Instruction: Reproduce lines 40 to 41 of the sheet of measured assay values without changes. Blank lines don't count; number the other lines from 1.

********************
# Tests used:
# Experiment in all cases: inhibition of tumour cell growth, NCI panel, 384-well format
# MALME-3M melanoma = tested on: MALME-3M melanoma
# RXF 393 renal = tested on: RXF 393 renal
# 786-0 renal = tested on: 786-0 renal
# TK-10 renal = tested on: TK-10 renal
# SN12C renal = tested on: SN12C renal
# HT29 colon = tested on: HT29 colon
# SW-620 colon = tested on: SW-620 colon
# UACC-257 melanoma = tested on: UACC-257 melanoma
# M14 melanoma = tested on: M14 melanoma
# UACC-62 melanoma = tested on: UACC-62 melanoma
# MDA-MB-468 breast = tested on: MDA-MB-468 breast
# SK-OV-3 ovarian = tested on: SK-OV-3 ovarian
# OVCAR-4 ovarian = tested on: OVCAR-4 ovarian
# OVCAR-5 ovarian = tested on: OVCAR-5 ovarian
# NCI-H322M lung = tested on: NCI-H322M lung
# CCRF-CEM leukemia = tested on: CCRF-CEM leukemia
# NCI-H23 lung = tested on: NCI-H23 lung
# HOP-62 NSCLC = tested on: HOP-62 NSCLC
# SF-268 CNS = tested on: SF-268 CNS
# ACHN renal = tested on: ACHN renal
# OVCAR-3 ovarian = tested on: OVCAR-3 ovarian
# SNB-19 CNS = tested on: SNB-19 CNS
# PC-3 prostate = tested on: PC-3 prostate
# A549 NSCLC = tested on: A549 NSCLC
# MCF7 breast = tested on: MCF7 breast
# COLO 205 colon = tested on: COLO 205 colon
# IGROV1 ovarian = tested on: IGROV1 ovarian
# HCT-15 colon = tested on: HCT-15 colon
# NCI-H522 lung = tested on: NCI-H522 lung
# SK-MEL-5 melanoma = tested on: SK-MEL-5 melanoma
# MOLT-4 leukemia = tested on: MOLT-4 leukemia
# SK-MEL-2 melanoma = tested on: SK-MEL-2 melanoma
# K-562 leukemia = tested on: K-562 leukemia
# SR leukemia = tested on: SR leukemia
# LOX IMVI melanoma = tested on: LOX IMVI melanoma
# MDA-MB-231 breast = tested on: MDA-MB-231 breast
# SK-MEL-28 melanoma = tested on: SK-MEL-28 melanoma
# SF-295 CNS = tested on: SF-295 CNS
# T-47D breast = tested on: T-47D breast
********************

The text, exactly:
# SF-295 CNS = tested on: SF-295 CNS
# T-47D breast = tested on: T-47D breast